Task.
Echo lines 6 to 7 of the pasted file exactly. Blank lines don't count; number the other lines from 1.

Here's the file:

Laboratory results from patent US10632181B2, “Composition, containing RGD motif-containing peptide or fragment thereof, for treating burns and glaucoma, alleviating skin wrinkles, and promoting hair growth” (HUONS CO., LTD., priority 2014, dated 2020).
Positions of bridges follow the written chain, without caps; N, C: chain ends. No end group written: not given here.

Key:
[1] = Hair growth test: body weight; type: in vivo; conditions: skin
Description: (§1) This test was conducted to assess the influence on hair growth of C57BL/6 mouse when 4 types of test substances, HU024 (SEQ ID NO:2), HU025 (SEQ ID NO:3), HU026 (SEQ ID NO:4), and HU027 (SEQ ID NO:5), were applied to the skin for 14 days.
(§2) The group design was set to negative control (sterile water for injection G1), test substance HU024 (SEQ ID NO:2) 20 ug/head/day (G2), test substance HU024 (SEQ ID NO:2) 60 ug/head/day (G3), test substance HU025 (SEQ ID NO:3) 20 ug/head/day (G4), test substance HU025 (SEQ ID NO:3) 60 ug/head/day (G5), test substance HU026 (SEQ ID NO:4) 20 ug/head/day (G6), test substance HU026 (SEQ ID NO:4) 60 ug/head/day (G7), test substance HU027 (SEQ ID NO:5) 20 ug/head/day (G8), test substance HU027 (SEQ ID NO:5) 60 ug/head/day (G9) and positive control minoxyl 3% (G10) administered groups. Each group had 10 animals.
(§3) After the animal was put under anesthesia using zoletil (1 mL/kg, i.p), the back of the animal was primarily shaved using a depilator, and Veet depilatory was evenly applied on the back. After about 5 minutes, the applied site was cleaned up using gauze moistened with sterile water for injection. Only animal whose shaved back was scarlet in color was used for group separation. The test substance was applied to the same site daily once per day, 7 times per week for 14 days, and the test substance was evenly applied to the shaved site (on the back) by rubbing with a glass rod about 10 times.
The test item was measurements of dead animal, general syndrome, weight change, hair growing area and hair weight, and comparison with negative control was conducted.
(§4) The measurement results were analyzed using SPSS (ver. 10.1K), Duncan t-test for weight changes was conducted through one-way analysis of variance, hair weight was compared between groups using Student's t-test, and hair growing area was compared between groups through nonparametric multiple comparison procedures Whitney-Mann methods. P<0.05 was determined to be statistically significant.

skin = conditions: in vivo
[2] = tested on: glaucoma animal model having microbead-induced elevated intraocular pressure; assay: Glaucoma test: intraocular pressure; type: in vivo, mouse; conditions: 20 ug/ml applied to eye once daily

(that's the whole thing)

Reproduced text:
(§2) The group design was set to negative control (sterile water for injection G1), test substance HU024 (SEQ ID NO:2) 20 ug/head/day (G2), test substance HU024 (SEQ ID NO:2) 60 ug/head/day (G3), test substance HU025 (SEQ ID NO:3) 20 ug/head/day (G4), test substance HU025 (SEQ ID NO:3) 60 ug/head/day (G5), test substance HU026 (SEQ ID NO:4) 20 ug/head/day (G6), test substance HU026 (SEQ ID NO:4) 60 ug/head/day (G7), test substance HU027 (SEQ ID NO:5) 20 ug/head/day (G8), test substance HU027 (SEQ ID NO:5) 60 ug/head/day (G9) and positive control minoxyl 3% (G10) administered groups. Each group had 10 animals.
(§3) After the animal was put under anesthesia using zoletil (1 mL/kg, i.p), the back of the animal was primarily shaved using a depilator, and Veet depilatory was evenly applied on the back. After about 5 minutes, the applied site was cleaned up using gauze moistened with sterile water for injection. Only animal whose shaved back was scarlet in color was used for group separation. The test substance was applied to the same site daily once per day, 7 times per week for 14 days, and the test substance was evenly applied to the shaved site (on the back) by rubbing with a glass rod about 10 times.